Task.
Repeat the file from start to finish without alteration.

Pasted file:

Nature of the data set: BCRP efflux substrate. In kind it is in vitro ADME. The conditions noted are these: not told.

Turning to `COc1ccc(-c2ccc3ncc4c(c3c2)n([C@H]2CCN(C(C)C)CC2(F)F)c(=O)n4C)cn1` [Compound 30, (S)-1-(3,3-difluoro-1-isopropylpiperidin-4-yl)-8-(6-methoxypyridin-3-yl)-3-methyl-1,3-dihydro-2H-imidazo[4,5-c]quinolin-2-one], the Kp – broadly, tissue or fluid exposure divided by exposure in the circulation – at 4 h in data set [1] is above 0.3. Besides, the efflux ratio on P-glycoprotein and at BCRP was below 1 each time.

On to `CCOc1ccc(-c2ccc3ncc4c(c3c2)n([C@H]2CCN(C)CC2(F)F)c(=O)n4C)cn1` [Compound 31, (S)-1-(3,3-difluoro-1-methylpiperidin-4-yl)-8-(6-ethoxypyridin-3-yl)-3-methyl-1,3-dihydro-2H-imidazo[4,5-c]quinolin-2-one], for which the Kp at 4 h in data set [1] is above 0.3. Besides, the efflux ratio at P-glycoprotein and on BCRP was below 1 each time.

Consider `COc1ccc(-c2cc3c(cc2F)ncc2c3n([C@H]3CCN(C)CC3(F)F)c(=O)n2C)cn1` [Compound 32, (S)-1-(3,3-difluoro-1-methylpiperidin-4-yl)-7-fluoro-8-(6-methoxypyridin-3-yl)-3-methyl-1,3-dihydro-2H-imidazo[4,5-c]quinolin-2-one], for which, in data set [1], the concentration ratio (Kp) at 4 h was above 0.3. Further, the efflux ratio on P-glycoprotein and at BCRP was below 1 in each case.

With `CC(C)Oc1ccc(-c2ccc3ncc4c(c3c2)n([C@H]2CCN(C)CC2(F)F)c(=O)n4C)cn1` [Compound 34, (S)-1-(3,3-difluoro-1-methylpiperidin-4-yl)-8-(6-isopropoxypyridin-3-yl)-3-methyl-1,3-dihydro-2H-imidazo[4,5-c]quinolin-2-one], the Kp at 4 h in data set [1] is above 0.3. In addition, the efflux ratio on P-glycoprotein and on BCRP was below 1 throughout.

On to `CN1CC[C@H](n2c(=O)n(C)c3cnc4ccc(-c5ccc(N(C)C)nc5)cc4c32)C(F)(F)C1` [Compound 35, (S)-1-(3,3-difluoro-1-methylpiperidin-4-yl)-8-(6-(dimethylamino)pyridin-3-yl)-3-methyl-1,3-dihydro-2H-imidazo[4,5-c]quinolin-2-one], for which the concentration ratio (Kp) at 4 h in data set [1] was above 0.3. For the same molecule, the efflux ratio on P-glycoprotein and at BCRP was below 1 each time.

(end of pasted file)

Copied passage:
Nature of the data set: BCRP efflux substrate. In kind it is in vitro ADME. The conditions noted are these: not told.

Turning to `COc1ccc(-c2ccc3ncc4c(c3c2)n([C@H]2CCN(C(C)C)CC2(F)F)c(=O)n4C)cn1` [Compound 30, (S)-1-(3,3-difluoro-1-isopropylpiperidin-4-yl)-8-(6-methoxypyridin-3-yl)-3-methyl-1,3-dihydro-2H-imidazo[4,5-c]quinolin-2-one], the Kp – broadly, tissue or fluid exposure divided by exposure in the circulation – at 4 h in data set [1] is above 0.3. Besides, the efflux ratio on P-glycoprotein and at BCRP was below 1 each time.

On to `CCOc1ccc(-c2ccc3ncc4c(c3c2)n([C@H]2CCN(C)CC2(F)F)c(=O)n4C)cn1` [Compound 31, (S)-1-(3,3-difluoro-1-methylpiperidin-4-yl)-8-(6-ethoxypyridin-3-yl)-3-methyl-1,3-dihydro-2H-imidazo[4,5-c]quinolin-2-one], for which the Kp at 4 h in data set [1] is above 0.3. Besides, the efflux ratio at P-glycoprotein and on BCRP was below 1 each time.

Consider `COc1ccc(-c2cc3c(cc2F)ncc2c3n([C@H]3CCN(C)CC3(F)F)c(=O)n2C)cn1` [Compound 32, (S)-1-(3,3-difluoro-1-methylpiperidin-4-yl)-7-fluoro-8-(6-methoxypyridin-3-yl)-3-methyl-1,3-dihydro-2H-imidazo[4,5-c]quinolin-2-one], for which, in data set [1], the concentration ratio (Kp) at 4 h was above 0.3. Further, the efflux ratio on P-glycoprotein and at BCRP was below 1 in each case.

With `CC(C)Oc1ccc(-c2ccc3ncc4c(c3c2)n([C@H]2CCN(C)CC2(F)F)c(=O)n4C)cn1` [Compound 34, (S)-1-(3,3-difluoro-1-methylpiperidin-4-yl)-8-(6-isopropoxypyridin-3-yl)-3-methyl-1,3-dihydro-2H-imidazo[4,5-c]quinolin-2-one], the Kp at 4 h in data set [1] is above 0.3. In addition, the efflux ratio on P-glycoprotein and on BCRP was below 1 throughout.

On to `CN1CC[C@H](n2c(=O)n(C)c3cnc4ccc(-c5ccc(N(C)C)nc5)cc4c32)C(F)(F)C1` [Compound 35, (S)-1-(3,3-difluoro-1-methylpiperidin-4-yl)-8-(6-(dimethylamino)pyridin-3-yl)-3-methyl-1,3-dihydro-2H-imidazo[4,5-c]quinolin-2-one], for which the concentration ratio (Kp) at 4 h in data set [1] was above 0.3. For the same molecule, the efflux ratio on P-glycoprotein and at BCRP was below 1 each time.